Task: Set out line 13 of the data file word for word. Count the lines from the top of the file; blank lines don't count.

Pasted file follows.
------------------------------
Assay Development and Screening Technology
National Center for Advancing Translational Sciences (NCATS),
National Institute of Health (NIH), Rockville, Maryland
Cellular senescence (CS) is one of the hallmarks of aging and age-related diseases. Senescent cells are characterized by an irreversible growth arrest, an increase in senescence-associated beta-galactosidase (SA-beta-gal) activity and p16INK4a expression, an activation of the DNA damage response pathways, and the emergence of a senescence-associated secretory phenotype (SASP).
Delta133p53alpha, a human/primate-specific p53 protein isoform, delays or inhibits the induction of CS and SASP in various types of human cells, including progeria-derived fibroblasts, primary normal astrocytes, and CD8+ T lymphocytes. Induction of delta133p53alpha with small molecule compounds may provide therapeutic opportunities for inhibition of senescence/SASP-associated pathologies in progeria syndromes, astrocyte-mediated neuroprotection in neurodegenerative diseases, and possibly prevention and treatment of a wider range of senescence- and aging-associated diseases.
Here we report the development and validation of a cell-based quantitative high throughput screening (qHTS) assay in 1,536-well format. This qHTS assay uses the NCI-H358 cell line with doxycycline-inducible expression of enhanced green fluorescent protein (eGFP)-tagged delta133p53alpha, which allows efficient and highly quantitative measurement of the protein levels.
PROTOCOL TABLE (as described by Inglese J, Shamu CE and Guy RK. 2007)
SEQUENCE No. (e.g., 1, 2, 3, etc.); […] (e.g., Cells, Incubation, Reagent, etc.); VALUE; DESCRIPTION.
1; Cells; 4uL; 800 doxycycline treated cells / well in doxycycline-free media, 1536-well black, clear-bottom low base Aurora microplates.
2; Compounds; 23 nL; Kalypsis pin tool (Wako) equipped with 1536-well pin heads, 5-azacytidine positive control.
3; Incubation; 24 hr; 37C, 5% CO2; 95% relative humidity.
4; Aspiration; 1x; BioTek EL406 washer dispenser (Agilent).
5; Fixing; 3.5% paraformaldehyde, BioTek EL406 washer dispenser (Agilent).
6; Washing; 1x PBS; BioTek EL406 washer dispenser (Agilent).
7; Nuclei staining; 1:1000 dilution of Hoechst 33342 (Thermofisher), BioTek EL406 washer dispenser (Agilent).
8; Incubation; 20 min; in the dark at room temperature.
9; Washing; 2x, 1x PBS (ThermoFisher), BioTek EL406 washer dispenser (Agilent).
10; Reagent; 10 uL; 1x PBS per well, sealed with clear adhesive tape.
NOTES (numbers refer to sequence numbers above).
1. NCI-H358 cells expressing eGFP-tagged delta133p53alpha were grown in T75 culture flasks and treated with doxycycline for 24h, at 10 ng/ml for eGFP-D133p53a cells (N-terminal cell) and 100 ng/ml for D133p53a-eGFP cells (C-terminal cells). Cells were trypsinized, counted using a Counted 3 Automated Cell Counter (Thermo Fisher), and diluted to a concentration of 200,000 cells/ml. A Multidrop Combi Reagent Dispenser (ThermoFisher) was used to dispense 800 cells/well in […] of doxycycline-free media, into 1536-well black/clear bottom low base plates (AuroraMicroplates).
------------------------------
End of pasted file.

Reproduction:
5; Fixing; 3.5% paraformaldehyde, BioTek EL406 washer dispenser (Agilent).